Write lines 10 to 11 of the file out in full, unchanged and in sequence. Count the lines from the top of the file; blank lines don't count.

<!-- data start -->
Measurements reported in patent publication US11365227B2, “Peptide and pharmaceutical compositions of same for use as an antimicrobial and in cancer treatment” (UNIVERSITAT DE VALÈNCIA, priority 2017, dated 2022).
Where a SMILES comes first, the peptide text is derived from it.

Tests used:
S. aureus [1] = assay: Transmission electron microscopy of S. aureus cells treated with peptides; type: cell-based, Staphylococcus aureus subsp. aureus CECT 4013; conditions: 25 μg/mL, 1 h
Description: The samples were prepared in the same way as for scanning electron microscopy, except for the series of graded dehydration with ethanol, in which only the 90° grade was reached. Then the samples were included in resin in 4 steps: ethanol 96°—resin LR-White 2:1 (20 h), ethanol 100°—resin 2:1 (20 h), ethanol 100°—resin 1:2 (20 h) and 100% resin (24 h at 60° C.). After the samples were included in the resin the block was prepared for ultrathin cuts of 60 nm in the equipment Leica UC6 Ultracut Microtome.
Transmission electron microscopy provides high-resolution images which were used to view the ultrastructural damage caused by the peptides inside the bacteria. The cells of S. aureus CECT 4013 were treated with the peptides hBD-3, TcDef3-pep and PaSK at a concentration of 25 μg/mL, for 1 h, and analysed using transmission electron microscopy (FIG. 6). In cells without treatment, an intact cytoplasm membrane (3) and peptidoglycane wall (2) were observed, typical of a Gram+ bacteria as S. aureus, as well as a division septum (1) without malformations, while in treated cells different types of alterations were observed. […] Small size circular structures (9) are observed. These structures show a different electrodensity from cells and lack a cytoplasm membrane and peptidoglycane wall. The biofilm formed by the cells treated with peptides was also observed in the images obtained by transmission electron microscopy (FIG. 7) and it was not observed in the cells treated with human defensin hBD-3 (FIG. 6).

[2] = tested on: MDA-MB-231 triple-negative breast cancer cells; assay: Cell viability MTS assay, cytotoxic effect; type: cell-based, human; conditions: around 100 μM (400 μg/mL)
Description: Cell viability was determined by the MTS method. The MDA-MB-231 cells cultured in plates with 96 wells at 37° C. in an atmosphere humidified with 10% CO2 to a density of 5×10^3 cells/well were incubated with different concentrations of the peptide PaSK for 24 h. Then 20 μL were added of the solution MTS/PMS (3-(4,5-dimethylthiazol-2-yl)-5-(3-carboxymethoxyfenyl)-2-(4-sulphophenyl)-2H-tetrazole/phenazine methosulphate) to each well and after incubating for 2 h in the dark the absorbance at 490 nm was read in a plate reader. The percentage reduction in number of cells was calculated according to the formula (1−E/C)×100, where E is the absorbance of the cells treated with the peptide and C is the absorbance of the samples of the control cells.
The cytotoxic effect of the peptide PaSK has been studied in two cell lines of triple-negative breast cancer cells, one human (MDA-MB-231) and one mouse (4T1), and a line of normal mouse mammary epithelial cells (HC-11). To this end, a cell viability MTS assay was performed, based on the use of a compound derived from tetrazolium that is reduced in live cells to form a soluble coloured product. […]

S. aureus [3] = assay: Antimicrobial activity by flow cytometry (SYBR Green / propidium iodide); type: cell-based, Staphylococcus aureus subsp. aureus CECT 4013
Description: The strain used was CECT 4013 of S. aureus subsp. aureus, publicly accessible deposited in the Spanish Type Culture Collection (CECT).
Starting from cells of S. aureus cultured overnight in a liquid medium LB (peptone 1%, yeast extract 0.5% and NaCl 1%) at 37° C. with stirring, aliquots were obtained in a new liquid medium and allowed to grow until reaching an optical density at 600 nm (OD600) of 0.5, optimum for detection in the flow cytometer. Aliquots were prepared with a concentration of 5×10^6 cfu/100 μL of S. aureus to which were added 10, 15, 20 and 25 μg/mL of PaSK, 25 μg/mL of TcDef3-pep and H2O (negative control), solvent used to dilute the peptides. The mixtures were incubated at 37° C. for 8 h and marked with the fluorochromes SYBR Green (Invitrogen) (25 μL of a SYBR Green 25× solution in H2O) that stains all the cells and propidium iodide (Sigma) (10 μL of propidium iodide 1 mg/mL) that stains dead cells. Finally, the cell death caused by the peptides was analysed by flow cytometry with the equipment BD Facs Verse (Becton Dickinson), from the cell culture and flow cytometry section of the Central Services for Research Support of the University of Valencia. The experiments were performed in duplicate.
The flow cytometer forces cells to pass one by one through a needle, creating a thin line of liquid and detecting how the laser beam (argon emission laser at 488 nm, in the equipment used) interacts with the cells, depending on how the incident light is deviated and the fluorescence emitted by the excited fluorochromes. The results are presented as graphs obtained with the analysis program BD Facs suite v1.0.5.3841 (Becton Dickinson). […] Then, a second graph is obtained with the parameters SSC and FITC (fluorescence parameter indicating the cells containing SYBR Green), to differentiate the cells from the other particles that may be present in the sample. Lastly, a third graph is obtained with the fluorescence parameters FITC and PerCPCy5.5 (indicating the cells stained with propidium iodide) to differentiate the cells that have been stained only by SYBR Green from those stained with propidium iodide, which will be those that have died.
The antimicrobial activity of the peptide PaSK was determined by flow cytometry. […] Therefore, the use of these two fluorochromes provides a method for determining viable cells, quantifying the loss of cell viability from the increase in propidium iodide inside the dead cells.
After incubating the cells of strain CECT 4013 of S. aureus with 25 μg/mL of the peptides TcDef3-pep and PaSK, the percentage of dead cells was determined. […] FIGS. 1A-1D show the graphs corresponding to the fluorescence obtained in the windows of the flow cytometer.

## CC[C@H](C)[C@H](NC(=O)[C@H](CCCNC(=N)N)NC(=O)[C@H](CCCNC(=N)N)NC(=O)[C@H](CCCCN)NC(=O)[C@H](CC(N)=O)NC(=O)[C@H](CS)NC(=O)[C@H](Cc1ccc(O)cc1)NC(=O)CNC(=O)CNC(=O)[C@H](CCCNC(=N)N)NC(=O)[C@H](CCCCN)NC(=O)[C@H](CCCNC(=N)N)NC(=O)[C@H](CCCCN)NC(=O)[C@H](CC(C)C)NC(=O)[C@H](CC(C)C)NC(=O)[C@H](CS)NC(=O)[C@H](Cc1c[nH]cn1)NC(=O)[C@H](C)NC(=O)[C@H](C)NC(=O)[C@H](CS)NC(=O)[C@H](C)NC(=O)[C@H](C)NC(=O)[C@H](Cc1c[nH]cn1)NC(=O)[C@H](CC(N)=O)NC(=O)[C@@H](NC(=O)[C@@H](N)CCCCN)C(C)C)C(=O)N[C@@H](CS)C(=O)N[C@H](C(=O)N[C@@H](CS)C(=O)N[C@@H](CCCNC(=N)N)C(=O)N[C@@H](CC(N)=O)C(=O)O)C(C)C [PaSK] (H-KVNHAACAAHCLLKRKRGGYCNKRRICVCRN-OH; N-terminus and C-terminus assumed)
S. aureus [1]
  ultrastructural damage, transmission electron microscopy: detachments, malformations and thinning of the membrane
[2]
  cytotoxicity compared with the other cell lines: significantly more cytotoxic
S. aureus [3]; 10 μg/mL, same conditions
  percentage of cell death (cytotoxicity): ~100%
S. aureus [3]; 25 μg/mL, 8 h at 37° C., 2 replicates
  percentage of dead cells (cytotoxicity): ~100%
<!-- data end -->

S. aureus [3] = assay: Antimicrobial activity by flow cytometry (SYBR Green / propidium iodide); type: cell-based, Staphylococcus aureus subsp. aureus CECT 4013
Description: The strain used was CECT 4013 of S. aureus subsp. aureus, publicly accessible deposited in the Spanish Type Culture Collection (CECT).